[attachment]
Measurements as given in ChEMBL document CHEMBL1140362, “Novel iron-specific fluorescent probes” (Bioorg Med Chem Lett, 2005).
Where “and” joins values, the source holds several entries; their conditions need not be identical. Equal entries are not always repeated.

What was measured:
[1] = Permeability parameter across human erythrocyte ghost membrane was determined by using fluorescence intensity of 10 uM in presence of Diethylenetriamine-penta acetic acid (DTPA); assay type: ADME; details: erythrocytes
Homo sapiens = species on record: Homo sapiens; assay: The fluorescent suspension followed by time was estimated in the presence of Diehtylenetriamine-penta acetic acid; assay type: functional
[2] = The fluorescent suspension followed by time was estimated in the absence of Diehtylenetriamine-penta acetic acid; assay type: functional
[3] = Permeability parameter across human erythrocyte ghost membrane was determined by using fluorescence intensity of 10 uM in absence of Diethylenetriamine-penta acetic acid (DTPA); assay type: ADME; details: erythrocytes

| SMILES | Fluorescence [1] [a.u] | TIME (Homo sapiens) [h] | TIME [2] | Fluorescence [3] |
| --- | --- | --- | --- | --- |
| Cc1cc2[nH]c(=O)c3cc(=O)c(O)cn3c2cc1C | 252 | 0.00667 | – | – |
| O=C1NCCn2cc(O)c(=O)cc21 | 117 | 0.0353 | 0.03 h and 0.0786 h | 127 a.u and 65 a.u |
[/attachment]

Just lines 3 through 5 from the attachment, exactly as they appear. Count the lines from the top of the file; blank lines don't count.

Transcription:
What was measured:
[1] = Permeability parameter across human erythrocyte ghost membrane was determined by using fluorescence intensity of 10 uM in presence of Diethylenetriamine-penta acetic acid (DTPA); assay type: ADME; details: erythrocytes
Homo sapiens = species on record: Homo sapiens; assay: The fluorescent suspension followed by time was estimated in the presence of Diehtylenetriamine-penta acetic acid; assay type: functional